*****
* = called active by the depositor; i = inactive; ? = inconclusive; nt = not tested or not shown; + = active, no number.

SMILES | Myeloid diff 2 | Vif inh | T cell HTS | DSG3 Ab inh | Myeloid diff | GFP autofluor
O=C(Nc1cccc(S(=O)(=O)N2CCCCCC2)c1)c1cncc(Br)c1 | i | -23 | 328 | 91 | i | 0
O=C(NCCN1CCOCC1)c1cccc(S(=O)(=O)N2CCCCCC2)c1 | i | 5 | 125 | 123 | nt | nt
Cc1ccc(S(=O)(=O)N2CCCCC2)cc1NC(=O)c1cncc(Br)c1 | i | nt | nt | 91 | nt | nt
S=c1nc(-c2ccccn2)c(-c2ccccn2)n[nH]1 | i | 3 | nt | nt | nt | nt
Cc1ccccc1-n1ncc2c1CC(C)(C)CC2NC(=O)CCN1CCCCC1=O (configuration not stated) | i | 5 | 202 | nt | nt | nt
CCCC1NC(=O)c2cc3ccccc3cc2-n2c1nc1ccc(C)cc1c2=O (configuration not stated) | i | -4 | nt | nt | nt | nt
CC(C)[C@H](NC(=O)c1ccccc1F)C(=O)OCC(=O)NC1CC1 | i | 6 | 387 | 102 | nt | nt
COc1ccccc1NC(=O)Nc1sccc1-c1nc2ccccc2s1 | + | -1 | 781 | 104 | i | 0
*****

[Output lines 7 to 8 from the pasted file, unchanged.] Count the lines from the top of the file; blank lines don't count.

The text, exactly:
Cc1ccccc1-n1ncc2c1CC(C)(C)CC2NC(=O)CCN1CCCCC1=O (configuration not stated) | i | 5 | 202 | nt | nt | nt
CCCC1NC(=O)c2cc3ccccc3cc2-n2c1nc1ccc(C)cc1c2=O (configuration not stated) | i | -4 | nt | nt | nt | nt